Goddard’s work was presented to a Coroner’s Jury to account for the seventy .45 ACP shell casings, and two “Climax” Brand 12-gauge shotgun shells found at the scene. All ammunition used was manufactured by the U.S. Cartridge Company. At the time he presented the evidence, the weapons had not been recovered. Goddard was able to determine the killings were performed by two different Thompson Model of 1921 submachine guns; one emptying an “L” drum of 50 rounds (later determined to be #2347), and one presumably emptying 20 rounds out of an “XX” magazine (later determined to be #7580). There were also two shotgun rounds fired from the same pump or automatic shotgun, probably as a “coup de grace” to Reinhardt Schwimmer, an optician by profession, and a gangster “groupie” who found himself in the wrong place at the wrong time on that fateful day.

It is important to note that no one was ever prosecuted for involvement in the St. Valentine’s Day Massacre. Captured in 1931, Fred Burke was jailed for life for the murder of police officer Charles Skelly of the St. Joseph, Michigan Police Department. Burke died in prison of a heart attack in 1940.

As a result of the amazing display, and the provenance of the Colt Thompsons, each Thompson was awarded a silver “Best Arms” medal by the NRA. To top it off, the overall effort won the 2008 “Best Display” award, which is a perpetual silver cup that is engraved with the winner each year. Very significantly, this was the first time that all 11 NRA judges unanimously chose one display to receive the top honor. Also awarded was a certificate of recognition for the accoutrements on display from Dr. Goddard, including pictures from his report, and boxes of labeled test bullets from his laboratory.

The display was produced through the efforts of several individuals. First of all, Lt. Mike Kline, who is the caretaker of the SVDM Thompsons in Berrien County, Michigan, and also Sheriff L. Paul Bailey supported the project. Tracie Hill, President of TATA, put together the incredible display, and coordinated the club’s involvement. Many tireless hours were spent by Tracie to make it possible, and his experience with previously designed firearms displays proved invaluable. Also critical was Chuck Schauer, whose display at the 2006 TATA Show & Shoot inspired this one. Mr. Schauer initiated the involvement of Berrien County, without whom the SVDM Thompsons would never have been possible to display. Also, Bill Helmer, author of the 1969 classic Thompson narrative, The Gun That Made The Twenties Roar, contributed artifacts and much of the historical account that was featured in the program handout that accompanied the display. Many other TATA members helped with construction, and staffed the display while providing historical tutelage to those who viewed it on Friday, Saturday, and Sunday.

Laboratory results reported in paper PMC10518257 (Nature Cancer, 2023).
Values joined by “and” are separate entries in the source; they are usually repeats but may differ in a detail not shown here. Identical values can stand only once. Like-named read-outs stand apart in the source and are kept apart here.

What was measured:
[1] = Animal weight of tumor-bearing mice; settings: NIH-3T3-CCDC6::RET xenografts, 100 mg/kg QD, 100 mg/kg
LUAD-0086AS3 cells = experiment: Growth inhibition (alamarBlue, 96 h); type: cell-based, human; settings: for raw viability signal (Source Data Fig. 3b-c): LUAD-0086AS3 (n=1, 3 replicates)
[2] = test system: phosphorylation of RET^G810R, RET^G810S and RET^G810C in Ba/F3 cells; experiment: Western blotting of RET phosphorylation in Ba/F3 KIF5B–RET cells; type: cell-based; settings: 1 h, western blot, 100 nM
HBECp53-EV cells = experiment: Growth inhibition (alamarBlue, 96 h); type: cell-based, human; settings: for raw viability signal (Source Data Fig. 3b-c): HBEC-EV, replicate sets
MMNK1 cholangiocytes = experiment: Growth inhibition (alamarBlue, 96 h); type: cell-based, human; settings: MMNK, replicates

Much fun was had by all who participated from the club, and countless people were amazed and grateful for the opportunity to view such historic firearms presented in an interactive manner. The NRA provides an unbeatable collector display forum, and attending their annual events held in cities around the country is highly recommended. Nowhere else can one see so many firearm displays, vendor exhibits, along with Ted Nugent’s enthusiastic support of the second amendment, followed by his amazing guitar rendition of the “Star Spangled Banner,” all in the same day. The next NRA Annual Meetings & Exhibits will be held in Phoenix, AZ, May 15-19, 2009.

This article first appeared in Small Arms Review V12N6 (March 2009)
and was posted online on June 29, 2012